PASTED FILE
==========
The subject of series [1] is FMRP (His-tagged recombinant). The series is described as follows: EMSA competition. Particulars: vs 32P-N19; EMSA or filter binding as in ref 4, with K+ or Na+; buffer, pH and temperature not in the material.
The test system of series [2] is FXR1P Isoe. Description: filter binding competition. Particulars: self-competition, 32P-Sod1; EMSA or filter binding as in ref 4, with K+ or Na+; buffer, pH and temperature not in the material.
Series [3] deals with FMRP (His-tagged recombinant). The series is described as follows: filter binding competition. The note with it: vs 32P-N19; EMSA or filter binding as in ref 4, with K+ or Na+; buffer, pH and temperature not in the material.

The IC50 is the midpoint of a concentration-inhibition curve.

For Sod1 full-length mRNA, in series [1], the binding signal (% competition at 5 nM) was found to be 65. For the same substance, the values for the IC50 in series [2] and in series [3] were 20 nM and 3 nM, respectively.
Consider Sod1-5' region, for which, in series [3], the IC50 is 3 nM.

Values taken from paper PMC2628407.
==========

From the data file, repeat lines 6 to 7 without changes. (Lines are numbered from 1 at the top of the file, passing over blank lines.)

Consider Sod1-5' region, for which, in series [3], the IC50 is 3 nM.

Values taken from paper PMC2628407.